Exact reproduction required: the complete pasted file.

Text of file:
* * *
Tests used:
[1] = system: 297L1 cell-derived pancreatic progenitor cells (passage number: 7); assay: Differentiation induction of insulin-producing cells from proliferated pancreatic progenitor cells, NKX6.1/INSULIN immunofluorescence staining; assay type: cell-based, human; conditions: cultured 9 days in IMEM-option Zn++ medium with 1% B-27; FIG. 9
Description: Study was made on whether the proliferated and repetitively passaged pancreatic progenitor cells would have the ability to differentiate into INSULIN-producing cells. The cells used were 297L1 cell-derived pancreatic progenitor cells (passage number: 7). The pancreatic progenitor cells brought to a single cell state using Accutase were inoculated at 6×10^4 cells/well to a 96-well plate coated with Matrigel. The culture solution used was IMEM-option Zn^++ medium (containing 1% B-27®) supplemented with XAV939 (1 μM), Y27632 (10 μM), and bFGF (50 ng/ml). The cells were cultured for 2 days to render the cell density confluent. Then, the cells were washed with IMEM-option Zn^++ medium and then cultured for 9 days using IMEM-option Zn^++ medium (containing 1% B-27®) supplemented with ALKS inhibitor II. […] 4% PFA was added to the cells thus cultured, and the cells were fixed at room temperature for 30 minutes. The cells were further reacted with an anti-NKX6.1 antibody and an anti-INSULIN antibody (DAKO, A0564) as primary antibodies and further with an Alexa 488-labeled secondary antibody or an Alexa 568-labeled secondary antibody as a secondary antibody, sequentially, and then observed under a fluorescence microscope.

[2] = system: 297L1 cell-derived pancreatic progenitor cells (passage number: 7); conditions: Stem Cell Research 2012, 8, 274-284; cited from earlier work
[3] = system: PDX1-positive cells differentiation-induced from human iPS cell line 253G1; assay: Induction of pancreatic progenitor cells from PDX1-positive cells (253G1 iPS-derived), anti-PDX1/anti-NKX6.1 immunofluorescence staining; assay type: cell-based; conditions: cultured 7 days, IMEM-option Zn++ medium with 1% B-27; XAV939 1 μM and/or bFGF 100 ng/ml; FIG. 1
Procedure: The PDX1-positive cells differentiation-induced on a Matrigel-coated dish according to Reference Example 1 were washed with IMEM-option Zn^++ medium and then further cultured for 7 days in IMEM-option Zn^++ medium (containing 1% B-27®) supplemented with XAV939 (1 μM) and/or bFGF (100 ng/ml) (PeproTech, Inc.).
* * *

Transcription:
Tests used:
[1] = system: 297L1 cell-derived pancreatic progenitor cells (passage number: 7); assay: Differentiation induction of insulin-producing cells from proliferated pancreatic progenitor cells, NKX6.1/INSULIN immunofluorescence staining; assay type: cell-based, human; conditions: cultured 9 days in IMEM-option Zn++ medium with 1% B-27; FIG. 9
Description: Study was made on whether the proliferated and repetitively passaged pancreatic progenitor cells would have the ability to differentiate into INSULIN-producing cells. The cells used were 297L1 cell-derived pancreatic progenitor cells (passage number: 7). The pancreatic progenitor cells brought to a single cell state using Accutase were inoculated at 6×10^4 cells/well to a 96-well plate coated with Matrigel. The culture solution used was IMEM-option Zn^++ medium (containing 1% B-27®) supplemented with XAV939 (1 μM), Y27632 (10 μM), and bFGF (50 ng/ml). The cells were cultured for 2 days to render the cell density confluent. Then, the cells were washed with IMEM-option Zn^++ medium and then cultured for 9 days using IMEM-option Zn^++ medium (containing 1% B-27®) supplemented with ALKS inhibitor II. […] 4% PFA was added to the cells thus cultured, and the cells were fixed at room temperature for 30 minutes. The cells were further reacted with an anti-NKX6.1 antibody and an anti-INSULIN antibody (DAKO, A0564) as primary antibodies and further with an Alexa 488-labeled secondary antibody or an Alexa 568-labeled secondary antibody as a secondary antibody, sequentially, and then observed under a fluorescence microscope.

[2] = system: 297L1 cell-derived pancreatic progenitor cells (passage number: 7); conditions: Stem Cell Research 2012, 8, 274-284; cited from earlier work
[3] = system: PDX1-positive cells differentiation-induced from human iPS cell line 253G1; assay: Induction of pancreatic progenitor cells from PDX1-positive cells (253G1 iPS-derived), anti-PDX1/anti-NKX6.1 immunofluorescence staining; assay type: cell-based; conditions: cultured 7 days, IMEM-option Zn++ medium with 1% B-27; XAV939 1 μM and/or bFGF 100 ng/ml; FIG. 1
Procedure: The PDX1-positive cells differentiation-induced on a Matrigel-coated dish according to Reference Example 1 were washed with IMEM-option Zn^++ medium and then further cultured for 7 days in IMEM-option Zn^++ medium (containing 1% B-27®) supplemented with XAV939 (1 μM) and/or bFGF (100 ng/ml) (PeproTech, Inc.).